your compasses at A and with the distance A D describe the arc cutting H B at E. Then place the point of your compasses at D and with the distance D E describe the arc cutting the circumference at F. Now, D F is one of the sides of your pentagon, and you have simply to mark off the other sides round the circle. Quite simple when you know how, but otherwise somewhat of a poser.
Having formed your pentagon, the puzzle is to cut it into the fewest (3/4)
round the circumference. But a pentagon is quite another matter. So, as my puzzle has to do with the cutting up of a regular pentagon, it will perhaps be well if I first show my less experienced readers how this figure is to be correctly drawn. Describe a circle and draw the two lines H B and D G, in the diagram, through the centre at right angles. Now find the point A, midway between C and B. Next place the point of (2/4)
155. THE PENTAGON AND SQUARE. I wonder how many of my readers, amongst those who have not given any close attention to the elements of geometry, could draw a regular pentagon, or five-sided figure, if they suddenly required to do so. A regular hexagon, or six-sided figure, is easy enough, for everybody knows that all you have to do is to describe a circle and then, taking the radius as the length of one of the sides, mark off the six points (1/4)
SOLUTION TO 347. COUNTING THE RECTANGLES. (1/2)
There are 1,296 different rectangles in all, 204 of which are squares,
counting the square board itself as one, and 1,092 rectangles that are not squares. The general formula is that a board of n² squares contains ((n² + n)²)/4 rectangles, of which (2n³ + 3n² + n)/6 are squares and (3n^4 + 2n³ - 3n² - 2n)/12 are rectangles that are not squares. It is curious and interesting that the total number of
SOLUTION TO 156. THE DISSECTED TRIANGLE. (2/2)
Now, if we want two triangles, 1 will be one of them, and 2, 3, 4, and 5 will fit together, as in B, to form the other. If we want three equilateral triangles, 1 will be one, 4 and 5 will form the second, as in C, and 2 and 3 will form the third, as in D. In B and C the piece 5 is turned over; but there can be no objection to this, as it is not forbidden, and is in no way opposed to the nature of the puzzle.
SOLUTION TO 156. THE DISSECTED TRIANGLE. (1/2)
Diagram A is our original triangle. We will say it measures 5 inches (or 5 feet) on each side. If we take off a slice at the bottom of any equilateral triangle by a cut parallel with the base, the portion that remains will always be an equilateral triangle; so we first cut off piece 1 and get a triangle 3 inches on every side. The manner of finding directions of the other cuts in A is obvious from the diagram.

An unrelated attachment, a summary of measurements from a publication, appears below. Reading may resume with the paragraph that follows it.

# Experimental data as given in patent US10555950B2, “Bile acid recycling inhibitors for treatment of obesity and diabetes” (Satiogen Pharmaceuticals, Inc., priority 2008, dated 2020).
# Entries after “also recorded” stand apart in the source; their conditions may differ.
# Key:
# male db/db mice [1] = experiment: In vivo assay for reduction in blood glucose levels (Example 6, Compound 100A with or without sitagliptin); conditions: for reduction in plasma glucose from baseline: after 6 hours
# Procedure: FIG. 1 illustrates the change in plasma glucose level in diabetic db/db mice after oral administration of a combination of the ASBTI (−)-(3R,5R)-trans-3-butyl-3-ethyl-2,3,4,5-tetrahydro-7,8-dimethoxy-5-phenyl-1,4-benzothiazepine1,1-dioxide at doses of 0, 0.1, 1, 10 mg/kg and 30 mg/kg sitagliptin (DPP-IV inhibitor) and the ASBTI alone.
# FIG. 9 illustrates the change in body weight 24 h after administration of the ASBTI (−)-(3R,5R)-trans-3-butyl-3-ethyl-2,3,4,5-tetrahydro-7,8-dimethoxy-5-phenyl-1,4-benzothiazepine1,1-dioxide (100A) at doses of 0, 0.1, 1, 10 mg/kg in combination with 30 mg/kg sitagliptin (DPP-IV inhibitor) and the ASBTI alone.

156. THE DISSECTED TRIANGLE. A good puzzle is that which the gentleman in the illustration is showing to his friends. He has simply cut out of paper an equilateral triangle--that is, a triangle with all its three sides of the same length. He proposes that it shall be cut into five pieces in such a way that they will fit together and form either two or three smaller equilateral triangles, using all the material in each case. Can you discover how the cuts should be made?
321. THE ROOK'S JOURNEY. This puzzle I call "The Rook's Journey," because the word "tour"
(derived from a turner's wheel) implies that we return to the point from which we set out, and we do not do this in the present case. We should not be satisfied with a personally conducted holiday tour that ended by leaving us, say, in the middle of the Sahara. The rook here makes twenty-one moves, in the course of which journey it visits every square (1/2)
SOLUTION TO 403. THE SPANISH DUNGEON. (6/6)
extended calling out the moves. He and No. 10 did most of the work, each changing his cell five times. No. 12, the man with the crooked leg, was lame, and therefore fortunately had only to pass from his cell into the next one when his time came round.
SOLUTION TO 403. THE SPANISH DUNGEON. (5/6)
cells. This position may be reached in as few as thirty-seven moves. Here are the moves: 15, 14, 10, 6, 7, 3, 2, 7, 6, 11, 3, 2, 7, 6, 11,
10, 14, 3, 2, 11, 10, 9, 5, 1, 6, 10, 9, 5, 1, 6, 10, 9, 5, 2, 12, 15,
3. This short solution will probably surprise many readers who may not find a way under from sixty to a hundred moves. The clever prisoner was No. 6, who in the original illustration will be seen with his arms
SOLUTION TO 403. THE SPANISH DUNGEON. (4/6)
which position can be reached in the fewest moves. I am afraid, however,
it is only after considerable study and experience that the solver is able to get such a grasp of the various "areas of disturbance" and methods of circulation that his judgment is of much value to him.
The second diagram is a most favourable magic square position. It will be seen that prisoners 4, 8, 13, and 14 are left in their original
SOLUTION TO 403. THE SPANISH DUNGEON. (3/6)
This can best be solved by working backwards--that is to say, you must first catch your square, and then work back to the original position. We must first construct those squares which are found to require the least amount of readjustment of the numbers. Many of these we know cannot possibly be reached. When we have before us the most favourable possible arrangements, it then becomes a question of careful analysis to discover
SOLUTION TO 403. THE SPANISH DUNGEON. (1/6)
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| 1 | 2 | 3 | 4 | | 10 | 9 | 7 | 4 |
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| 5 | 6 | 7 | 8 | | 6 | 5 | 11 | 8 |
Puzzles from Henry Ernest Dudeney's "Amusements in Mathematics"
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